Literacy Coalition

David Lehr demonstrates how he worked with student Anita Mitchell at the Madison County Literacy Coalition on Sept. 11.

If you can read and understand this, consider yourself lucky.

Many adults living among us cannot. Studies indicate about 32 million adults in the United States can’t read.

Illiteracy is strongly associated with a host of problems, including poverty, poor health, unemployment and incarceration.

Locally, the Madison County Literacy Coalition continues to tackle the problem head on, as detailed in a news article published Saturday in The Herald Bulletin.

The organization has 22 literacy tutors working in Madison County and hopes to increase the number to 50 over the next several years.

Tutors are helping people learn to read in Anderson, Pendleton and Elwood and Summitville, and the coalition aims to reach people across the entire county.

You can help give the gift of reading by volunteering to tutor, becoming a member of the coalition or making a monetary contribution. Proceeds from sales at the Book Nook in Southdale Plaza directly benefit the organization.

Many volunteers and contributors are motivated by the desire to help others improve their lives. There’s also the reality that increased literacy helps everyone by eroding the costs of illiteracy.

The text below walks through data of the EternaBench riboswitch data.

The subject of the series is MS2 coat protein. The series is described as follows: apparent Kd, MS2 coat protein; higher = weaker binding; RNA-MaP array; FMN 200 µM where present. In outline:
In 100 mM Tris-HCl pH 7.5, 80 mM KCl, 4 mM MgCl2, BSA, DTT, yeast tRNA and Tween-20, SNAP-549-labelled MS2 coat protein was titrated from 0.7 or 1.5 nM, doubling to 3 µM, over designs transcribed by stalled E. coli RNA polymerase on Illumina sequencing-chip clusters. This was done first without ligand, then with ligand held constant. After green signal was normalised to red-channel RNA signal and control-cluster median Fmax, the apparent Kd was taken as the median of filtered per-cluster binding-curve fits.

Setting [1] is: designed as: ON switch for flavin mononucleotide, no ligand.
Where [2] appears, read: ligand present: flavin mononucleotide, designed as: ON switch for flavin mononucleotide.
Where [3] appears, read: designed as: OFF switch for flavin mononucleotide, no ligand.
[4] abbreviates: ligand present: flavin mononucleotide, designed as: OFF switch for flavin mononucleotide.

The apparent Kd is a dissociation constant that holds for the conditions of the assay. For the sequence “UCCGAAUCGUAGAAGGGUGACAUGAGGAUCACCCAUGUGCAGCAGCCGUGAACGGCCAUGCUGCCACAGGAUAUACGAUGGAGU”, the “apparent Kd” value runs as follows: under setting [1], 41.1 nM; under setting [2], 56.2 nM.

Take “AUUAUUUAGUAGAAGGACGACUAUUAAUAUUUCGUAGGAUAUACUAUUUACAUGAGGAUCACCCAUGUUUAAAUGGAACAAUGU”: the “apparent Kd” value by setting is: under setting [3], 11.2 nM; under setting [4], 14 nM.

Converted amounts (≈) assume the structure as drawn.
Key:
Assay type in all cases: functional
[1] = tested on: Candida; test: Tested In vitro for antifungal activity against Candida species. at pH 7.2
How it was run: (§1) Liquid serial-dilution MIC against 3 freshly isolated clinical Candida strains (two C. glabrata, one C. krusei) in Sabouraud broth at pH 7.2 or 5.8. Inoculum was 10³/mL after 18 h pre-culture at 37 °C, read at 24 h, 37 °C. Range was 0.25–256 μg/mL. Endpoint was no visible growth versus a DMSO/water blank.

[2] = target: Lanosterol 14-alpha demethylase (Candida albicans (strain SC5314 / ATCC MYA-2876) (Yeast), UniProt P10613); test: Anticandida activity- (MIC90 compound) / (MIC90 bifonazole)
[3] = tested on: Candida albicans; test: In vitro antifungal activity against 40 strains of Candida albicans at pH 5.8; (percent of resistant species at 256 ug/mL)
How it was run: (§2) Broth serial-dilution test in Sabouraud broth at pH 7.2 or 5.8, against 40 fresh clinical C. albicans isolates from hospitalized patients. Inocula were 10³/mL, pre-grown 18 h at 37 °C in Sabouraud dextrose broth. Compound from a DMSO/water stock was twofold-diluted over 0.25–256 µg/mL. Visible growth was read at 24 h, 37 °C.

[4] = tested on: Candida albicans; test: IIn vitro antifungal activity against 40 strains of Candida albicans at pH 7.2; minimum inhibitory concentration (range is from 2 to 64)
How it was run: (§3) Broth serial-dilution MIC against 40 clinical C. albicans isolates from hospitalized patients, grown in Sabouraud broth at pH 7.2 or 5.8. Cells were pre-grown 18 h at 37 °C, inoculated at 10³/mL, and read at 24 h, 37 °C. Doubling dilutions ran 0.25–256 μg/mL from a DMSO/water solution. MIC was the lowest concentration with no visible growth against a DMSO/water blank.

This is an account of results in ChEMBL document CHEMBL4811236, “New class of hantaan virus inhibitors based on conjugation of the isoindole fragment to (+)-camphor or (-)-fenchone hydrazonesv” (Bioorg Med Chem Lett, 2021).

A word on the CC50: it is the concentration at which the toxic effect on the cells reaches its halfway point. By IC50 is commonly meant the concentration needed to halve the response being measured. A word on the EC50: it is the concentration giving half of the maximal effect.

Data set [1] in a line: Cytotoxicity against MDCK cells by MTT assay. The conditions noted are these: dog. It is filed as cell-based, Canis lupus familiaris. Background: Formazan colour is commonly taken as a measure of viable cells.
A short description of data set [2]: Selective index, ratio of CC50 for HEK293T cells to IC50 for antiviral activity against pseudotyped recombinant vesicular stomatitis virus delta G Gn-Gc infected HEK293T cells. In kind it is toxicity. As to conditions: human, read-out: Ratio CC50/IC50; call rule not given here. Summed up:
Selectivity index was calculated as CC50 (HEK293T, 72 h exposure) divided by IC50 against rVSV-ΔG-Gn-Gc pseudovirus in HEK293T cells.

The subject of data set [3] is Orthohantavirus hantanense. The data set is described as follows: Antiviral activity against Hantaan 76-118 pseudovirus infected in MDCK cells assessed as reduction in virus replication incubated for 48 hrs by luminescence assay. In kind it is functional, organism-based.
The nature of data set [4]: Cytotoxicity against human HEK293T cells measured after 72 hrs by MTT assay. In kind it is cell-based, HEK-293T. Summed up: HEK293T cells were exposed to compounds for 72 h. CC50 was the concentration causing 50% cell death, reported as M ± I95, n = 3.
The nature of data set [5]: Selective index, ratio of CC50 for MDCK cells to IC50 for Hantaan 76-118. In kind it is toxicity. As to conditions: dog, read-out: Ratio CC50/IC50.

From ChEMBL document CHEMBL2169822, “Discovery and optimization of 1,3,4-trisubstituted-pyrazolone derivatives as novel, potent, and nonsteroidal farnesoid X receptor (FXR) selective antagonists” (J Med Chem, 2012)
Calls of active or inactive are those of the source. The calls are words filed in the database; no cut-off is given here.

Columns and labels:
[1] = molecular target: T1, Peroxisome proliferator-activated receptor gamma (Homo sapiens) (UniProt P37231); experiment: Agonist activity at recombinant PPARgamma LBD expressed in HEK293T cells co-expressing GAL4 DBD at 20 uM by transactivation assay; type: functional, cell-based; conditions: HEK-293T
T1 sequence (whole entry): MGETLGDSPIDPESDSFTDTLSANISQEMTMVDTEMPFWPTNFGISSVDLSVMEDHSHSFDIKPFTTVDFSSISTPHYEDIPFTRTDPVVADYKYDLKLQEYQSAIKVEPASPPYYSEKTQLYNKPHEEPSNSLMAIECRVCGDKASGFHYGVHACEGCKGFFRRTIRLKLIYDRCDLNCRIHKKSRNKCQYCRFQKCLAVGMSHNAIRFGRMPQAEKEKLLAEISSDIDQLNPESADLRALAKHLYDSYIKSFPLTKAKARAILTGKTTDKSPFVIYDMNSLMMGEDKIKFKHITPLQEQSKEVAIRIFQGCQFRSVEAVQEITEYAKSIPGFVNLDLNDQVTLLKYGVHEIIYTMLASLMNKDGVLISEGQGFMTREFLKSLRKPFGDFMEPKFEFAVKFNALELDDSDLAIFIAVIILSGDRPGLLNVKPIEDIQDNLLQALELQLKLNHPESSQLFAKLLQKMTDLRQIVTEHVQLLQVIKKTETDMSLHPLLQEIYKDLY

About $232 billion annually in health care costs nationwide are linked to low adult literacy, according to proliteracy.com. “Nearly half of American adults have difficulty understanding and using health information,” the website explains.

Also, costs associated with low literacy amount to at least $225 billion each year in “non-productivity in the workforce, crime and the loss of tax revenue due to unemployment,” according to the website.

While digesting these figures, think about the personal costs of not being able to read.

And consider yourself lucky.

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